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Kewaunee County Wisconsin
Groundwater in Kewaunee County

Roughly 70% of Kewaunee County rely on groundwater for their drinking water. The unique geology and soils of Kewaunee County present extreme challenges in protecting groundwater. The upper layer of bedrock is a type of rock that is easily dissolved by water. Extensive networks of vertical and horizontal fractures (cracks) in the bedrock are continuously forming. 

Sinkholes, fracture traces (pictured to the right) disappearing streams, and caves are visible examples of places where bedrock has dissolved. These features often become direct conduits for transporting contaminants from the surface, such as sediment, chlorides, nitrates, bacteria and other microorganisms to groundwater aquifers.

Well Testing

As a homeowner with a private well, it is your responsibility to have your water tested regularly and to know it is safe to drink. It is recommended that all private wells be tested at least once per year for coliform bacteria and nitrates and more often if changes in water taste, odor or color are noticed. You may benefit from more frequent testing to detect seasonal or weather-related trends. There may be additional tests for you to conduct, based on activities around you, or if prior test results indicate that your well is vulnerable to contamination.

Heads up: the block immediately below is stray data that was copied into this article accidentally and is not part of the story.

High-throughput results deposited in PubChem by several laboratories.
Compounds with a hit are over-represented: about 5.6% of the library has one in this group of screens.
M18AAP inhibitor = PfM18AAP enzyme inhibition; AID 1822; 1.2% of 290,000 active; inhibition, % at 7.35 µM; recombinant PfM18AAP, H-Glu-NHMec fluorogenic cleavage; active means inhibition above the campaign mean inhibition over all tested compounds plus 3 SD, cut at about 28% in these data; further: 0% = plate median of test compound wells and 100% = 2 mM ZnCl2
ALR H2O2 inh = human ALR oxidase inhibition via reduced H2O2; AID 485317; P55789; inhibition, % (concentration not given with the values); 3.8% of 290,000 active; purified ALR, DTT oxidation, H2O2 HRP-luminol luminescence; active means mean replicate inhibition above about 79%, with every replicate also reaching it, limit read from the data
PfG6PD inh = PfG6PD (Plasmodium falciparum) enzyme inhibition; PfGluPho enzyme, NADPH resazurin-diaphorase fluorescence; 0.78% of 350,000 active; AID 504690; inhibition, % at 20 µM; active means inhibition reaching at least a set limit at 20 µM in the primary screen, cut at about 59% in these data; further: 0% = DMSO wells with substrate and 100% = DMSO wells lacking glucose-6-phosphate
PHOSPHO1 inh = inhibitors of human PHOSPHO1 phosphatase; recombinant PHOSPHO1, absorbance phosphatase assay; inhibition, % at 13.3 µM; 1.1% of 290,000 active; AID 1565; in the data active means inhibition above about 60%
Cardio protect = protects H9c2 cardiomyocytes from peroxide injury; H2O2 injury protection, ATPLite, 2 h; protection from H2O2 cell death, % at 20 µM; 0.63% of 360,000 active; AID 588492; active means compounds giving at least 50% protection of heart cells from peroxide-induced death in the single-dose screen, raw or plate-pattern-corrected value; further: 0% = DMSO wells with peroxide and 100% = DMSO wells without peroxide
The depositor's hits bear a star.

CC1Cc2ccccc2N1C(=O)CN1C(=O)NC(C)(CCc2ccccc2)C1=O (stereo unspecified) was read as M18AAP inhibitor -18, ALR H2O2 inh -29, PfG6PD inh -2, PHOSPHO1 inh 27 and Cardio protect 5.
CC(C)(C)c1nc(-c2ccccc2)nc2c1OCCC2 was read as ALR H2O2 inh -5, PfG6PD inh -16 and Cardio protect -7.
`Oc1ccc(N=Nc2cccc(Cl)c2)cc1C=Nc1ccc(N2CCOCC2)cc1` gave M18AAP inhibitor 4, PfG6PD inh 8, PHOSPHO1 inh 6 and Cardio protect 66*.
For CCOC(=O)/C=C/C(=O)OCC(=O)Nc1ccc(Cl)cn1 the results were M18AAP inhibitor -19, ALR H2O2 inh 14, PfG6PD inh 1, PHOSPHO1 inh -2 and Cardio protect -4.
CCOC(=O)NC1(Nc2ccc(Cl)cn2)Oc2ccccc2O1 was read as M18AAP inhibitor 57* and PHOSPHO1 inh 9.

Next Well Testing Date: June 2021 & November 2021 (Exact Dates TBD)  

Packages Available: 
  1. Homeowners Package (Coliform Bacteria, nitrate, chloride, pH, alkalinity, hardness, corrosibity index, conductivity) -- $55.00
  2. Metals Package (Arsenic, Calcium, Copper, Iron, Lead, Magnesium, Manganese, Potassium, Sulfate, Sodium, Zinc) -- $52.00
  3. Diaminochlorotriazine (DACT) (breakdown of atrazine and related herbicides) -- $33.00

Send payment to Kewaunee County LWCD, 625 Third Street, Luxemburg, WI 54217

Additional Studies/Workgroups:
  • The 2007 Northeast Wisconsin Karst Task Force Final Report identified that less than 5 to carbonate bedrock, and or closed depressions or any drainage areas that contribute water to sinkholes/bedrock openings as an “extreme” relative vulnerability to contamination; 5-15 feet to carbonate bedrock as “high”; 15-50 as “significant”; and greater than 50 feet to carbonate bedrock as a “moderate” vulnerability.
  • DNR Groundwater Collaboration Workgroups: Given the unique hydrogeology in certain regions of the state, specifically the karst geology in northeast Wisconsin, the Department of Natural Resources facilitated a groundwater work group to assess issues regarding landspreading and contamination of groundwater and drinking water wells.